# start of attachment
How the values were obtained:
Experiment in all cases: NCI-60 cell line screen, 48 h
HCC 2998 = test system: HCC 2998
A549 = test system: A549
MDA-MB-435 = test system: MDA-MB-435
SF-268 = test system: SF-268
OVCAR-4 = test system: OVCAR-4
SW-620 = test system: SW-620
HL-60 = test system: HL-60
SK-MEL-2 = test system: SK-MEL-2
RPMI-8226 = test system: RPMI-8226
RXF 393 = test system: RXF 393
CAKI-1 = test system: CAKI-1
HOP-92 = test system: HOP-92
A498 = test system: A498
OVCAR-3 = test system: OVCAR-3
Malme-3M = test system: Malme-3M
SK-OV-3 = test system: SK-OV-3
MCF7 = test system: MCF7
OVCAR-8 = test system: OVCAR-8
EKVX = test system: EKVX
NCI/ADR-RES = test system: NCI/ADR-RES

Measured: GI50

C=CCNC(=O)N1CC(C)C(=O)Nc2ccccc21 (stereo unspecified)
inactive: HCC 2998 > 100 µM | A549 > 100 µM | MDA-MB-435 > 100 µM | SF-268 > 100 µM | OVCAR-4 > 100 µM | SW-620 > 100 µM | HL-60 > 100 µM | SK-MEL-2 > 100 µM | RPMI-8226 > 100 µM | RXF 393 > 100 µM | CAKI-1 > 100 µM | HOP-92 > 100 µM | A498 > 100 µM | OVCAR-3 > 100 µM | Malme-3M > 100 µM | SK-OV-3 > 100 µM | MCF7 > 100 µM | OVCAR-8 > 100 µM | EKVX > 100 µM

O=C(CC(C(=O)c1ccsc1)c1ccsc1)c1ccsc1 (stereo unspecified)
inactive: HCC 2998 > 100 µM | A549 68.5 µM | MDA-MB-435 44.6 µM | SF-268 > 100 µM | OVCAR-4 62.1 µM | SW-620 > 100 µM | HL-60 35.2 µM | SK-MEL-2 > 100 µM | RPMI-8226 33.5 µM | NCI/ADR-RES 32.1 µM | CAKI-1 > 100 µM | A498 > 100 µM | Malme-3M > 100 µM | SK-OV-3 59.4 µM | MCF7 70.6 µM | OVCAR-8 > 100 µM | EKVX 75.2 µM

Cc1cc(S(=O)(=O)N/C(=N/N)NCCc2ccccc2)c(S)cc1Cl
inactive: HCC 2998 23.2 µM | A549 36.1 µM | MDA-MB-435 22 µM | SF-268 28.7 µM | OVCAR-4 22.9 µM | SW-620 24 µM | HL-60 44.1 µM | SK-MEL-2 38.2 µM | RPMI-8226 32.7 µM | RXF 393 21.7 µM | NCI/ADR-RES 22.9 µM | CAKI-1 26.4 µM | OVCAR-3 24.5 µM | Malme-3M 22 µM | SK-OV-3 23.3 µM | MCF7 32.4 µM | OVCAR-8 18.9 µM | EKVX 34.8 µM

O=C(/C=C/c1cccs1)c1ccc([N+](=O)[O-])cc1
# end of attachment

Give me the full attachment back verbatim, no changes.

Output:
How the values were obtained:
Experiment in all cases: NCI-60 cell line screen, 48 h
HCC 2998 = test system: HCC 2998
A549 = test system: A549
MDA-MB-435 = test system: MDA-MB-435
SF-268 = test system: SF-268
OVCAR-4 = test system: OVCAR-4
SW-620 = test system: SW-620
HL-60 = test system: HL-60
SK-MEL-2 = test system: SK-MEL-2
RPMI-8226 = test system: RPMI-8226
RXF 393 = test system: RXF 393
CAKI-1 = test system: CAKI-1
HOP-92 = test system: HOP-92
A498 = test system: A498
OVCAR-3 = test system: OVCAR-3
Malme-3M = test system: Malme-3M
SK-OV-3 = test system: SK-OV-3
MCF7 = test system: MCF7
OVCAR-8 = test system: OVCAR-8
EKVX = test system: EKVX
NCI/ADR-RES = test system: NCI/ADR-RES

Measured: GI50

C=CCNC(=O)N1CC(C)C(=O)Nc2ccccc21 (stereo unspecified)
inactive: HCC 2998 > 100 µM | A549 > 100 µM | MDA-MB-435 > 100 µM | SF-268 > 100 µM | OVCAR-4 > 100 µM | SW-620 > 100 µM | HL-60 > 100 µM | SK-MEL-2 > 100 µM | RPMI-8226 > 100 µM | RXF 393 > 100 µM | CAKI-1 > 100 µM | HOP-92 > 100 µM | A498 > 100 µM | OVCAR-3 > 100 µM | Malme-3M > 100 µM | SK-OV-3 > 100 µM | MCF7 > 100 µM | OVCAR-8 > 100 µM | EKVX > 100 µM

O=C(CC(C(=O)c1ccsc1)c1ccsc1)c1ccsc1 (stereo unspecified)
inactive: HCC 2998 > 100 µM | A549 68.5 µM | MDA-MB-435 44.6 µM | SF-268 > 100 µM | OVCAR-4 62.1 µM | SW-620 > 100 µM | HL-60 35.2 µM | SK-MEL-2 > 100 µM | RPMI-8226 33.5 µM | NCI/ADR-RES 32.1 µM | CAKI-1 > 100 µM | A498 > 100 µM | Malme-3M > 100 µM | SK-OV-3 59.4 µM | MCF7 70.6 µM | OVCAR-8 > 100 µM | EKVX 75.2 µM

Cc1cc(S(=O)(=O)N/C(=N/N)NCCc2ccccc2)c(S)cc1Cl
inactive: HCC 2998 23.2 µM | A549 36.1 µM | MDA-MB-435 22 µM | SF-268 28.7 µM | OVCAR-4 22.9 µM | SW-620 24 µM | HL-60 44.1 µM | SK-MEL-2 38.2 µM | RPMI-8226 32.7 µM | RXF 393 21.7 µM | NCI/ADR-RES 22.9 µM | CAKI-1 26.4 µM | OVCAR-3 24.5 µM | Malme-3M 22 µM | SK-OV-3 23.3 µM | MCF7 32.4 µM | OVCAR-8 18.9 µM | EKVX 34.8 µM

O=C(/C=C/c1cccs1)c1ccc([N+](=O)[O-])cc1